Meanwhile, Peter, who helps with my garden, has been telling me about Lake Malawi: apparently originally sea water and the home to the Malawi cichlids.  He’s been keeping tropical fish for years and these are amongst the most collectable.  They are “mouth-brooders” so the females, and sometimes the males, gather up the fertilised eggs in their mouths where they develop in a pouch near their “chin”.  When the baby fish are ready to hatch, they are blown back in to the water – but they can swim back in to the pouch if a predator is detected.  The adult fish can protect perhaps 200 babies in this way.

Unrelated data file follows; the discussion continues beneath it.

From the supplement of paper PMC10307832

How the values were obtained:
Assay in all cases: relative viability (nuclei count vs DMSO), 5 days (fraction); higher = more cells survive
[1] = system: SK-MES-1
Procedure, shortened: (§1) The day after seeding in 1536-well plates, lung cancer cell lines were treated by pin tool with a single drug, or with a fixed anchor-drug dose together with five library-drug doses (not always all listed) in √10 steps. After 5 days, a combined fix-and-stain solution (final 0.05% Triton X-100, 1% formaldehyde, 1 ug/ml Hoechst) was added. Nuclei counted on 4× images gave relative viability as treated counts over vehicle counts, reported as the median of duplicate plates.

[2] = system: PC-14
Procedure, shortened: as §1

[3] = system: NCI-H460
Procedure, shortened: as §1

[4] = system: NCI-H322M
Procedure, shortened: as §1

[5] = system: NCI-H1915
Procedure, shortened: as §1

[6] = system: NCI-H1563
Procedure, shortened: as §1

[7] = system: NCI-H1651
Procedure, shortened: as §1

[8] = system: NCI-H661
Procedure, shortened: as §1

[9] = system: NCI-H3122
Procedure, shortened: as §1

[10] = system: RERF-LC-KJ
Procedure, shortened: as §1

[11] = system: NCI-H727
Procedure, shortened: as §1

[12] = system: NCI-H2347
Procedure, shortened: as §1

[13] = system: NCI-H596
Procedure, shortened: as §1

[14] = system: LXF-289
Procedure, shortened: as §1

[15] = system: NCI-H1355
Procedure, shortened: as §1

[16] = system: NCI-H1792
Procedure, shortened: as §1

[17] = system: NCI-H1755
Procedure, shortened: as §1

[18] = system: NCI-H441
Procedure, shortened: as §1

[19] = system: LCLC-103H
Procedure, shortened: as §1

After Lilongwe, I’ll be back in the UK for Christmas, editing masses of videos with videographer Toby so that we can show you more of our trip.  But my time as one of the Holman prize-winners doesn’t end there: there will be more cooking in Hampshire and Europe in the new year which concludes in the autumn with a presentation to the prize organisers, San Francisco’s LightHouse for the Blind and Visually Impaired.  You’ll be able to see all of this on my YouTube channel.

 

Penny